How do you give your students the opportunity to develop their 4C’s?
We have the opportunity to have a new teacher workflow, in which we can push out content to our students at a rapid pace, and have students push information back to you, and you can give immediate feedback. There are very simple ways you can quickly assess students in creatively, because the emphasis on assessment in education isn’t going away anytime soon. Even though in recent news we have heard some changes introduced by President Obama, on the No Child Left Behind policies. But I can assure you that assessments are not going away, and that’s a good thing. So as educators let’s change the focus from tests, to opportunities for students to celebrate learning. Let’s help students celebrate learning with formative assessments that are fun, flexible and informative.
There are so many Digital tools available to engage students and provide teachers with quick feedback they can use to personalize learning experiences for their students. Having a wide variety of tools and techniques at your disposal allows you to better assess student learning. This really helps our students who don’t always do well on written tests.
Here are a few of my favorite digital tools that help teachers do just that.
Using Quick tools like Plickers, Google Forms, Padlet, Poll Everywhere can quickly allow you access to data in a quick and fun way, sometimes so fun, students have no idea they are being assessed. Such creative approaches appeal to today’s learners. Any time you can take a tool that students use every day and use it for learning, you’ve got a win. Social Media is a huge way to incorporate technology that students use everyday in the classroom. Use Twitter to quickly and easily assess students’ learning at the end of a lesson, this can be a class twitter account, or individual accounts for older students. You can have students tweet out what they learned in class that day, and use it as an exit slip as they leave your classroom.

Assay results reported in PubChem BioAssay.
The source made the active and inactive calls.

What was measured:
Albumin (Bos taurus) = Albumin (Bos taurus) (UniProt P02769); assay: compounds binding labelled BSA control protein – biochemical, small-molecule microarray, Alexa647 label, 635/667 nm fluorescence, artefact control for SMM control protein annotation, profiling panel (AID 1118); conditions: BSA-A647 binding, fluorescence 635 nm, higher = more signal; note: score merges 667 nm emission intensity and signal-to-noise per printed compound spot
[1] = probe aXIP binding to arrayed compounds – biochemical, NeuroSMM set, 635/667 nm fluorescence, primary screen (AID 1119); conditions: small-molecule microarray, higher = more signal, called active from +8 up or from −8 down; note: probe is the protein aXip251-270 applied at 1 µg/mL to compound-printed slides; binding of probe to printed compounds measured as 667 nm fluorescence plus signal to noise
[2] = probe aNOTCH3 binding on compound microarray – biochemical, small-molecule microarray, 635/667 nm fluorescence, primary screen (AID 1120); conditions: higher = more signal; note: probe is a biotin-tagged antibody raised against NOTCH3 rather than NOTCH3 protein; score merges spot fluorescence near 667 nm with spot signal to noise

Plickers is another great option for classrooms with very little tech available, like a one iPad classroom. You can even use your phone as a scanner.
Use Google Forms to create a quiz, then have Flubaroo grade them right inside of Google Apps. Flubaroo is a Google sheets add-on that grades quizzes simply, scores them and publishes them to a spreadsheet.
Poll everywhere allows you to create quick polls, and the results are instant, in word clouds, or graphs, and charts.
Today’s Meet as a back channel for discussion, or questions and answers sessions. The key is using tools that come naturally for students to grab data quickly and efficiently.
What are some digital tools that you use to to assess students in a fun way?
Anybody ever played Kahoot? Adults love it more than kids. I think just about every training session I attended this year somebody threw in a Kahoot game. Kahoot is really simple, but what sets this response system apart from other tools is that students are in competition to see not only who gets the answer right, but who answers first. At the completion of each question, it ranks the participants in order of who clicked the answer the fastest. You can add images, videos or text as questions. Students can use computers, laptops and mobile devices such as tablets and cell phones. There is also a survey feature. No need to register students: they sign into the game page with the game pin you provide. It takes minutes to set up!
Another one of my favorites is Quizziz. Very similar to Kahoot, but instead students take quiz at their own pace, and the test questions and answer choices are right on their device. I also love it because it creates these really funny memes for students to give them feedback when they answer the questions.
Socrative gives immediate feedback, you have a choice in the type of questions, and you can see students answers in real time.
A new one I just came across is Quizalize, it seems to be very similar to other game based assessments.
Go Formative Allows you to create assignments, quizzes, etc.. and get live results right then and there. You can see the answers as students input them.